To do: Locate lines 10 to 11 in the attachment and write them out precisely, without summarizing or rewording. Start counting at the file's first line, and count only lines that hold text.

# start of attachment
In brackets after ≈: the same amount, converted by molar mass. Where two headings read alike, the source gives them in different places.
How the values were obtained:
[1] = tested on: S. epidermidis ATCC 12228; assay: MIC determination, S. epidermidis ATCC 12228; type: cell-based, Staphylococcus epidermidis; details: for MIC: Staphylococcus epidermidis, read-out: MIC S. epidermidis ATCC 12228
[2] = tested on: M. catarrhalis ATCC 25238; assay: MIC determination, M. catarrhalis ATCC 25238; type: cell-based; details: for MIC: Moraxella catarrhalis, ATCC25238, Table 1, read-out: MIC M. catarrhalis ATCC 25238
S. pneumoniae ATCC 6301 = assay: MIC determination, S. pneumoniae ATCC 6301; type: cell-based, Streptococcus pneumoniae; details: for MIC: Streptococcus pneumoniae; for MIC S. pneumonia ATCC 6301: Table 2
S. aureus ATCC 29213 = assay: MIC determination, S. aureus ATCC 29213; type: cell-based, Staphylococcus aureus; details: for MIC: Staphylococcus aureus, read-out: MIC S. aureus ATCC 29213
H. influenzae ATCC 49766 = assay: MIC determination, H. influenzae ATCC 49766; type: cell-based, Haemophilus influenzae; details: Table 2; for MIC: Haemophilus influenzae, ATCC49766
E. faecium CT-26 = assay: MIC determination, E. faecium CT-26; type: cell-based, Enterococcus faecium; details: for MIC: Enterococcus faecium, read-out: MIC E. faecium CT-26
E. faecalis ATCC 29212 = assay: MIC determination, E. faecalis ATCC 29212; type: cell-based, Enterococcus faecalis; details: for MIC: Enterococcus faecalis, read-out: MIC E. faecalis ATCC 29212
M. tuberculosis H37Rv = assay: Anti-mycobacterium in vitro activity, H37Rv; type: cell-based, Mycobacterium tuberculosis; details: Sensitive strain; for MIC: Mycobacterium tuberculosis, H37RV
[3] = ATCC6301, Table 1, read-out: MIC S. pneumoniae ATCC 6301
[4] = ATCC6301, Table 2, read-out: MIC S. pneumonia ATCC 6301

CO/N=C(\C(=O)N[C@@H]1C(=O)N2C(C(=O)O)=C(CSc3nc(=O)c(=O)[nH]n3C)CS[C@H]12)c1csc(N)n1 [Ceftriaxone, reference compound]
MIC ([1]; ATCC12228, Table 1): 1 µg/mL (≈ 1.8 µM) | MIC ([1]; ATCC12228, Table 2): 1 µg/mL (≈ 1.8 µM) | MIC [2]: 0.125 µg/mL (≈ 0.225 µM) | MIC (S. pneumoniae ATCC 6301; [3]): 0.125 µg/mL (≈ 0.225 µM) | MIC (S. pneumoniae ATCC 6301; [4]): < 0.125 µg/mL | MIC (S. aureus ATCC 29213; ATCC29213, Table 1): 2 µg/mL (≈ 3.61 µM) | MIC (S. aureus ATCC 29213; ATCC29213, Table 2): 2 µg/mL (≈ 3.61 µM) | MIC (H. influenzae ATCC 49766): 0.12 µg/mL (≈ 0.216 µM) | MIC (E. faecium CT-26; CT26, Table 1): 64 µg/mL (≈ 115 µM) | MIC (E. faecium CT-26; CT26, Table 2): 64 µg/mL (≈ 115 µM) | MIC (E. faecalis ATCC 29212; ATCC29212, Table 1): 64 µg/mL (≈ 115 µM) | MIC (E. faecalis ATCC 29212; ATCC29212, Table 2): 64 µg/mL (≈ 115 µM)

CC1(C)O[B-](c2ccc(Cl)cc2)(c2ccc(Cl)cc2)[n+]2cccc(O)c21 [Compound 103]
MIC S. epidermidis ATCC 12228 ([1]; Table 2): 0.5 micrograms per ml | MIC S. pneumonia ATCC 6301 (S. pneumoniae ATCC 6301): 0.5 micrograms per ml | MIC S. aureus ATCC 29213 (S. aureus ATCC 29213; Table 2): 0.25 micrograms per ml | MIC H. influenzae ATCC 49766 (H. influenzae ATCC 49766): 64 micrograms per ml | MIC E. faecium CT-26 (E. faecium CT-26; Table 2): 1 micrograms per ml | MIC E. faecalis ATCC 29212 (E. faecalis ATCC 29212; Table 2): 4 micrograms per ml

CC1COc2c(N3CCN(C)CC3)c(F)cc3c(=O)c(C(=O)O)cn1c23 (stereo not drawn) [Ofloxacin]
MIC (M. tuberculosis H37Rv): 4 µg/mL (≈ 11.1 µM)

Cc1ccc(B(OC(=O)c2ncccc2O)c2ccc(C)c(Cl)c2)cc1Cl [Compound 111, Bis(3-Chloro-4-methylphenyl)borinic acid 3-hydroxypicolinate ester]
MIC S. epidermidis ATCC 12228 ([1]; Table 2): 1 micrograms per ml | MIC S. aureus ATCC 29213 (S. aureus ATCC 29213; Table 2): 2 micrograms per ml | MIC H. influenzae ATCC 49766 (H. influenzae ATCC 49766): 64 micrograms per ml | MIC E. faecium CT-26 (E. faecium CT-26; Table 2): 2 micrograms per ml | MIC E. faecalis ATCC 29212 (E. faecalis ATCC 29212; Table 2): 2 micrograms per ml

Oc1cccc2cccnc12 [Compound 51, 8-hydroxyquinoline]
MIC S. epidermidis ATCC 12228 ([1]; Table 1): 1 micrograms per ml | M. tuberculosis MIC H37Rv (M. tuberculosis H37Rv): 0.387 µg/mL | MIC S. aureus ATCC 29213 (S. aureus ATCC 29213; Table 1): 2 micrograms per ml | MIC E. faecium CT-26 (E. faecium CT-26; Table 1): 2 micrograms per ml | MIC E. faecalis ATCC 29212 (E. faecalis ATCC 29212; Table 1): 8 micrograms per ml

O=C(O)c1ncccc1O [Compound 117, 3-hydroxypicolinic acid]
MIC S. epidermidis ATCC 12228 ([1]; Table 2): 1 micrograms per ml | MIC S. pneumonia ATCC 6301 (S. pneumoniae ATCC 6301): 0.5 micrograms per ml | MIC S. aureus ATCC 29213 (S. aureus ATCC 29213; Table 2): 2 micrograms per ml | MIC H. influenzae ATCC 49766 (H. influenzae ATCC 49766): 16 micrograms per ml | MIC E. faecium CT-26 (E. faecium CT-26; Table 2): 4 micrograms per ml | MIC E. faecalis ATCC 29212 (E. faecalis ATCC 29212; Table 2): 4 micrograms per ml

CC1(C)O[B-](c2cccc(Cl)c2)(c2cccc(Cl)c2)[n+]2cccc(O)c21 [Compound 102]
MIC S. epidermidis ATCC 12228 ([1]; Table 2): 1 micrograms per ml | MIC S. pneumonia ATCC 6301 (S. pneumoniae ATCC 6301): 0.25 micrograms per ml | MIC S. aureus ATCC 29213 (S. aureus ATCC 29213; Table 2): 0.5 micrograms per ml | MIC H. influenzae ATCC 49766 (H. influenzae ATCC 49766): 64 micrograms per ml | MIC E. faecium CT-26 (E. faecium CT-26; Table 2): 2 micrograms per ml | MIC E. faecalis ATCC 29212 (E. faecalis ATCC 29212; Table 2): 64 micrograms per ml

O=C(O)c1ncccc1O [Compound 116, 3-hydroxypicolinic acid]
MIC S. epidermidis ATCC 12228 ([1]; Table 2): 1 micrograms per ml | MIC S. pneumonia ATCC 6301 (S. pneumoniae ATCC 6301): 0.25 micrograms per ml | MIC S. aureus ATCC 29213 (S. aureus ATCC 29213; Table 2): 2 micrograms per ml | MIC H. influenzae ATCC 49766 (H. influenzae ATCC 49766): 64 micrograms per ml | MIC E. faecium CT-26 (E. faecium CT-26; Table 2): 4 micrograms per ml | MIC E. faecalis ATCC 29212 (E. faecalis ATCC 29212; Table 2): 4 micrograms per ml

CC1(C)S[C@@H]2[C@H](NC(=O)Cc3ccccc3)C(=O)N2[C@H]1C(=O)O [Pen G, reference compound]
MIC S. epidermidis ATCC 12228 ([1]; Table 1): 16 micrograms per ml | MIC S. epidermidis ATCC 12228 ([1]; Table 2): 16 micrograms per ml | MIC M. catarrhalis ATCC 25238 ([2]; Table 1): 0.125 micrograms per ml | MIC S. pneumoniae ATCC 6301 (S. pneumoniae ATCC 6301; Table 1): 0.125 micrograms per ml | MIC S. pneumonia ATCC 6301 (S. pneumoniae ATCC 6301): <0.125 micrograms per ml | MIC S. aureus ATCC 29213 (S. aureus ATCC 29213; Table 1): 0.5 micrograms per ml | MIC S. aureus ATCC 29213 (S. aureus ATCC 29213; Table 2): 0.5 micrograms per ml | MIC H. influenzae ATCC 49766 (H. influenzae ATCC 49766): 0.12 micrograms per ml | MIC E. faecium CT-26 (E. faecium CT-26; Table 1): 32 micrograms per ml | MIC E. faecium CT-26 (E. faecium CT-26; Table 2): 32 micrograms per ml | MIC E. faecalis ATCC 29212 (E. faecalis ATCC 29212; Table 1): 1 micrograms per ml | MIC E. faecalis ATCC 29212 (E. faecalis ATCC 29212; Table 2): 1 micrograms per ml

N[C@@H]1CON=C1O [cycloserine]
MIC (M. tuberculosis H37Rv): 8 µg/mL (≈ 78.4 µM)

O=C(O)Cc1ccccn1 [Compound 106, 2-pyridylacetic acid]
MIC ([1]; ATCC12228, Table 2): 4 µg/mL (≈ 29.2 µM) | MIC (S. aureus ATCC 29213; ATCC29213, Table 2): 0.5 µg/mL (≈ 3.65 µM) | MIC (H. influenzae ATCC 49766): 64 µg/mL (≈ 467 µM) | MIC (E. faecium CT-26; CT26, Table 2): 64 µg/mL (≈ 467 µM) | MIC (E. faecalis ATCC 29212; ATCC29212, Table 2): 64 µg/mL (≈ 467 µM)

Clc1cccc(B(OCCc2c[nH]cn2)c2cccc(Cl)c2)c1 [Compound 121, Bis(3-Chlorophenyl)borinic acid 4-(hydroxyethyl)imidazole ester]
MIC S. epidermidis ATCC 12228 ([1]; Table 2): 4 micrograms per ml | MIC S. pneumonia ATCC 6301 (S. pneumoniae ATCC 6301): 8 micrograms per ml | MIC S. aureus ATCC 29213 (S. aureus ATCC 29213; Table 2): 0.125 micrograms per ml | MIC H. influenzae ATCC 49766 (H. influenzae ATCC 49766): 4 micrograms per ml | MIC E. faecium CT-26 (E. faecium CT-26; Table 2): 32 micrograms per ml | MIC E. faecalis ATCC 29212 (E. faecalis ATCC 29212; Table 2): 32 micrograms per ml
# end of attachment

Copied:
M. tuberculosis H37Rv = assay: Anti-mycobacterium in vitro activity, H37Rv; type: cell-based, Mycobacterium tuberculosis; details: Sensitive strain; for MIC: Mycobacterium tuberculosis, H37RV
[3] = ATCC6301, Table 1, read-out: MIC S. pneumoniae ATCC 6301